- Buckingham Palace has started canceling events due to the coronavirus, and royal experts predict it's only a matter of time before Princess Beatrice's royal wedding in May is put on hold.
- "The last of the now canceled Buckingham Palace garden parties was scheduled for two days before Princess Beatrice's wedding, so it seems increasingly likely that her big day will have to be postponed," Joe Little, managing editor at Majesty magazine, told Insider.
- If the ceremony does go ahead, it's likely Meghan Markle and Prince Harry won't attend due to Canada's border closure.
- If the border closure is still in place by the time of the wedding, the couple won't be allowed to return to Vancouver Island from the UK afterwards as they aren't citizens.
- Buckingham Palace declined to comment when contacted by Insider.
- Visit Insider's homepage for more stories.
The royal family has announced plans to cancel or postpone events "with large numbers of people" in the coming months due to coronavirus concerns.
Princess Beatrice's royal wedding to Edoardo Mapelli Mozzi is due to take place at the Chapel Royal in St James's Palace on May 29, however now it's unclear whether the ceremony will go ahead as scheduled.
Buckingham Palace declined to comment on whether any changes will be made to the wedding plans when contacted by Insider.
Palace officials did, however, confirm that three garden parties due to be hosted by the Queen at Buckingham Palace in May — the same month as the wedding — will be postponed until 2021.
The Queen, Prince Harry, and Meghan Markle might not be able to attend
Royal experts think the wedding is likely to be canceled.
"The last of the now canceled Buckingham Palace garden parties was scheduled for two days before Princess Beatrice's wedding, so it seems increasingly likely that her big day will have to be postponed," Joe Little, managing editor at Majesty magazine, told Insider.
Meanwhile, Marlene Koenig, a royal expert for History Extra, told Insider: "I certainly think Princess Beatrice's wedding plans could be changed if the coronavirus continues to spread.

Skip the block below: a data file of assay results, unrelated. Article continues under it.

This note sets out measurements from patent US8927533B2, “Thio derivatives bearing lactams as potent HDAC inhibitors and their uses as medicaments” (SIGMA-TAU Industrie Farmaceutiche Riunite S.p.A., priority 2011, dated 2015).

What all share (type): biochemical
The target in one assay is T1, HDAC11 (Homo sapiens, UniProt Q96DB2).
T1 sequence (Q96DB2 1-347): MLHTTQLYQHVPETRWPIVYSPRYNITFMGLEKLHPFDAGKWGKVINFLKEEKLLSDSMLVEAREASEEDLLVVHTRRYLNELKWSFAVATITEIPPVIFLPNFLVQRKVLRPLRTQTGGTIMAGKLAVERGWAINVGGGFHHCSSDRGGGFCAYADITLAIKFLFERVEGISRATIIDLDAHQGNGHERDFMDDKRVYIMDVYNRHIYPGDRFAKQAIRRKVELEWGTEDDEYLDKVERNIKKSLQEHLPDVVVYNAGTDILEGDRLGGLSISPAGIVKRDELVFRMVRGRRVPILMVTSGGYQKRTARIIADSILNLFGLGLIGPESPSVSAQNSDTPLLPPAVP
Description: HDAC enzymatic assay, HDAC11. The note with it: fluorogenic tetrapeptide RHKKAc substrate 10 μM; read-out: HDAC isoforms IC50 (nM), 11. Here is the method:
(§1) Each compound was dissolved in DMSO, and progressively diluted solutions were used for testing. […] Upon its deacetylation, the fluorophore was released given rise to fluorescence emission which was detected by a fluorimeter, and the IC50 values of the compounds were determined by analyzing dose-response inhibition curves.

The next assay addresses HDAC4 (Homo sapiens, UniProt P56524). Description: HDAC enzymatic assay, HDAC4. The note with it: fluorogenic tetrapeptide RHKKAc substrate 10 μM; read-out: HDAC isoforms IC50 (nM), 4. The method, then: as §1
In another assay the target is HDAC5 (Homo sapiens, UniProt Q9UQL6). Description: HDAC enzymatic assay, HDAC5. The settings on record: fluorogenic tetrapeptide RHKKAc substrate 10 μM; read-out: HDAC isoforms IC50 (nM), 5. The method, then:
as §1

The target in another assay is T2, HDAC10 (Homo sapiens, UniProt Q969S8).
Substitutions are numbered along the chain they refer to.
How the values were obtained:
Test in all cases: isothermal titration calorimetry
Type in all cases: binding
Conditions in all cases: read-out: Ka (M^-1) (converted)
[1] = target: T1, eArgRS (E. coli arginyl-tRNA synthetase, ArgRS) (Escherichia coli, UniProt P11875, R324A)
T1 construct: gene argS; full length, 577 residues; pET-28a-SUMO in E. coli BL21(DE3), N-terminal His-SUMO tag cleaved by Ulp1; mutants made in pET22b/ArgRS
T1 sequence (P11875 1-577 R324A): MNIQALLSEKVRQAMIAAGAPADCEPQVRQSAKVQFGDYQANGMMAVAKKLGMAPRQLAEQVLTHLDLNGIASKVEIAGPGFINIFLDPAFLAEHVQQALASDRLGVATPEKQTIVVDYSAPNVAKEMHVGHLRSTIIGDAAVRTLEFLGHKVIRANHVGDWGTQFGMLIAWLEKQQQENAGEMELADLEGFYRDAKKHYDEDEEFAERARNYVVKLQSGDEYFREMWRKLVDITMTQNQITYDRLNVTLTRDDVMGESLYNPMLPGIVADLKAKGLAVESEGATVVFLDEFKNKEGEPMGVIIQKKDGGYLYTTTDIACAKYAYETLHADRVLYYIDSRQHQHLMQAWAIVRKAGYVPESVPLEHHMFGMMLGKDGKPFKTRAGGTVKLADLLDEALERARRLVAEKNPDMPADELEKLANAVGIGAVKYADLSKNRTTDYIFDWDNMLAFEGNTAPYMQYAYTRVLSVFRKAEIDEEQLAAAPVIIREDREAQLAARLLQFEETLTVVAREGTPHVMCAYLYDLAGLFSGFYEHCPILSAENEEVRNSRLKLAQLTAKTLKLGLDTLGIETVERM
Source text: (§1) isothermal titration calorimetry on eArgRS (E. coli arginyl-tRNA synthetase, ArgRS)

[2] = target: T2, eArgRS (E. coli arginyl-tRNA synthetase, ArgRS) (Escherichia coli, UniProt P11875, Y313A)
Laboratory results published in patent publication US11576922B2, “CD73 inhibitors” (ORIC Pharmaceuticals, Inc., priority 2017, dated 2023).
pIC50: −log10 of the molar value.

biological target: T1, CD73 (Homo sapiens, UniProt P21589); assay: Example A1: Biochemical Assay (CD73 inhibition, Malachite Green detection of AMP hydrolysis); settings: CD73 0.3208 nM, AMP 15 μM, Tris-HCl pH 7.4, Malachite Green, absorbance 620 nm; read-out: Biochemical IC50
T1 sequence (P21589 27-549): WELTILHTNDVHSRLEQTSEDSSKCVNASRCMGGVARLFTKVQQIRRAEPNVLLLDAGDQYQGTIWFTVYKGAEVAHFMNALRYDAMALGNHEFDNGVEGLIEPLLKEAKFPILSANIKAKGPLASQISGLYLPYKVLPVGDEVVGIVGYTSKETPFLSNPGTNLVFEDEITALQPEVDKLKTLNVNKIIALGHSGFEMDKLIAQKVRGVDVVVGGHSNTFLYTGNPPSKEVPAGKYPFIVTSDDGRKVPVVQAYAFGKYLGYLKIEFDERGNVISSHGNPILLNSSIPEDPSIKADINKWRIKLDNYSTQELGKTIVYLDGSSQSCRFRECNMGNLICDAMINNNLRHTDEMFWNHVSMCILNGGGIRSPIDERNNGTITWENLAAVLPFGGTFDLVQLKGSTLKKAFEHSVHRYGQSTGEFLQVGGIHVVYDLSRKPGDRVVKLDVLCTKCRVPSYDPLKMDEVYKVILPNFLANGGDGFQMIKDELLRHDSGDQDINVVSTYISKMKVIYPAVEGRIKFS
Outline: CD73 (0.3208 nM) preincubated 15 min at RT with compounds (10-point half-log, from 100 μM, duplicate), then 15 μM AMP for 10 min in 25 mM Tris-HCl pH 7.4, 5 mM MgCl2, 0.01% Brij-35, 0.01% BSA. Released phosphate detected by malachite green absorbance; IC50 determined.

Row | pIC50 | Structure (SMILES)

"It all depends on the pace and the flattening of the curve. Edo has family in Italy and both have friends in Europe and in North America .. [if] no flights, [there's] no way to get to London," she added.
Canadian Prime Minister Justin Trudeau announced on Monday that Canada will close its borders to anyone who isn't a citizen, a permanent resident, or a US citizen travelling from the US.
If the border closure is still in place by the time of Beatrice's wedding, that means Prince Harry and Meghan Markle would likely not attend as they wouldn't be able to return to their Vancouver Island home afterwards.
The Queen and Prince Philip may also be unable to attend, but for different reasons.
It was recently confirmed that British people over the age of 70 will be asked to self-isolate for up to four months to reduce their risk of contracting the virus.
While it's unclear whether Her Majesty will follow this guidance, Buckingham Palace confirmed on Tuesday that the monarch will move to Windsor Castle this week — a week earlier than planned — and will likely remain there beyond the Easter period.
"Prince Philip, as far as I know, is still at Wood Farm on the Sandringham estate and thus quite isolated anyway," Little previously told Insider.
The Queen's husband is 98 years oold and has underlying health conditions, for which he was treated over a four-day period in a London hospital in December.
If the wedding goes ahead, new etiquette may be put into place
Koenig added that while Beatrice's wedding isn't large by royal standards (the Chapel Royal can fit between 100 and 150 guests), there are likely even more guests expected to attend the Buckingham Palace reception.
If the wedding and reception go ahead, the palace could request that guests not shake hands with each other and members of the royal family.
This was implemented at the Commonwealth Day service last week. The Queen and royal family members did not shake hands during the service at the specific request of Westminster Abbey, according to royal correspondent Rebecca English.
Instead, Prince Charles was pictured giving the namaste greeting, and has used this greeting at other engagements since then.
The Queen, meanwhile, has not used the namaste greeting, but has decided to stop shaking hands with members of the public.
English wrote on Twitter: "The royal household is still following government advice, which does not ban handshaking, but I understand it's 'currently Her Majesty's personal preference' not to shake hands.
"The Queen turns 94 next month, and the risk of more severe symptoms from the Covid-19 illness is greater for the elderly and those with pre-existing health conditions," she added.
"She's pictured here, gloves off but not making body contact, during an audience at Buckingham Palace on Tuesday."
Source: Read Full Article